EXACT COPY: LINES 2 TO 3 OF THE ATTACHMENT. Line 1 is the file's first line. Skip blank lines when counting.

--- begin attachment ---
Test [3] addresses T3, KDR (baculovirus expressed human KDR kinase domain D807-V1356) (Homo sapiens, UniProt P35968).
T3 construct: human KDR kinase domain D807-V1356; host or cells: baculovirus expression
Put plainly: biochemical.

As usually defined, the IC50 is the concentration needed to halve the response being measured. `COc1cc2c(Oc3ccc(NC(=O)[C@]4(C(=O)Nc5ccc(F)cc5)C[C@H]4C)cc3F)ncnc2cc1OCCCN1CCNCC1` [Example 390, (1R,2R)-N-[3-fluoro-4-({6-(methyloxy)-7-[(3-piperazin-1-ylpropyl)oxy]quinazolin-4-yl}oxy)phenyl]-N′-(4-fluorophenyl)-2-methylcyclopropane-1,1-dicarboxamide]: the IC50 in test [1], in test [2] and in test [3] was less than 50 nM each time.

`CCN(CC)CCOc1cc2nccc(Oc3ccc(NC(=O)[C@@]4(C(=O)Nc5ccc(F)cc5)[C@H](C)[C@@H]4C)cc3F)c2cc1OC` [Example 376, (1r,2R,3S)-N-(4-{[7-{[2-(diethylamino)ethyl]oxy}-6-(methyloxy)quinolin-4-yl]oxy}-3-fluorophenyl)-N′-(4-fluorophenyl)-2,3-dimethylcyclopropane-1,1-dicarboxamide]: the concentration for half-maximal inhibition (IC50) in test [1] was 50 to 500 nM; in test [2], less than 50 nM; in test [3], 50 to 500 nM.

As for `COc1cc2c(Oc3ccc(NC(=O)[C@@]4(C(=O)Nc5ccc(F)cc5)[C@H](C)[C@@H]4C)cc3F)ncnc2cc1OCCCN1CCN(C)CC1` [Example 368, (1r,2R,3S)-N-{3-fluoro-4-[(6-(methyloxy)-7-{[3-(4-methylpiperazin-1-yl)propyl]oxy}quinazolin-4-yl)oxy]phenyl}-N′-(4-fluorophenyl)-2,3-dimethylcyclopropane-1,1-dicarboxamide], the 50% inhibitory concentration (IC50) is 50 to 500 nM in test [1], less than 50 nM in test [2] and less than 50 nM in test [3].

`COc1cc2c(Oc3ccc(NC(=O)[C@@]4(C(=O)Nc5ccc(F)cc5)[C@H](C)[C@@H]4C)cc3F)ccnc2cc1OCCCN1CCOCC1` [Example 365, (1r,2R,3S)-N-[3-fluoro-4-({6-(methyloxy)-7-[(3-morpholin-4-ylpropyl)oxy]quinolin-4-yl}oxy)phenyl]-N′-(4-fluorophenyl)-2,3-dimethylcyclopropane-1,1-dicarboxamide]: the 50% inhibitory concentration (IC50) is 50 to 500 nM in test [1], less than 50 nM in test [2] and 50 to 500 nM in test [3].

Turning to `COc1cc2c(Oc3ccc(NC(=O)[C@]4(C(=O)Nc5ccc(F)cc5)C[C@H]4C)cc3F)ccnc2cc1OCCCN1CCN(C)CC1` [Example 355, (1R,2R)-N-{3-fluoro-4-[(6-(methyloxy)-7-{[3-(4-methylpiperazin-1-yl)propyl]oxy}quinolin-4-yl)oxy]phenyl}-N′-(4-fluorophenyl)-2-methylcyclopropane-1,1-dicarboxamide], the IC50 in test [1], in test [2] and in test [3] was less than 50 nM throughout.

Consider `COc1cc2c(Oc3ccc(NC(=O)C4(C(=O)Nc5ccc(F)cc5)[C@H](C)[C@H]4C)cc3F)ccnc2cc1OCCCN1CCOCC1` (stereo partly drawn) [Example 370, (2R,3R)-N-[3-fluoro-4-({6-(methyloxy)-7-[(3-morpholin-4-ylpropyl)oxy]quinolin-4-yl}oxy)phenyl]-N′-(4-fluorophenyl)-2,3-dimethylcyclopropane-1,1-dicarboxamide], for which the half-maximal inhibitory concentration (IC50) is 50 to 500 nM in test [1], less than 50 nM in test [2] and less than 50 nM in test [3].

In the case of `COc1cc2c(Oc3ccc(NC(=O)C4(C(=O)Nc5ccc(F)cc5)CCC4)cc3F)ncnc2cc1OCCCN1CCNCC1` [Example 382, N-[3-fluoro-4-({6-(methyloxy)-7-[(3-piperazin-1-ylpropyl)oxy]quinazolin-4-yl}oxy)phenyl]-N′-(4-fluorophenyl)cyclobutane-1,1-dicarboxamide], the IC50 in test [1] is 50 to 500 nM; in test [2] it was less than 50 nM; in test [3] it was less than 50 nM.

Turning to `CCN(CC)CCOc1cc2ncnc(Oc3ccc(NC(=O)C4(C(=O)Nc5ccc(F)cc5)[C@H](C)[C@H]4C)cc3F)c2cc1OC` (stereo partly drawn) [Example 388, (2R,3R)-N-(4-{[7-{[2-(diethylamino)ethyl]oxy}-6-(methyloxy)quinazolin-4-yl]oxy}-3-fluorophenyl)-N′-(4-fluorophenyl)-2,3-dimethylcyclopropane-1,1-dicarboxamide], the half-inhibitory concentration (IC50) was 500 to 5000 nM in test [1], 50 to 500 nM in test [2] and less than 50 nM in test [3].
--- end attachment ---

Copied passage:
T3 construct: human KDR kinase domain D807-V1356; host or cells: baculovirus expression
Put plainly: biochemical.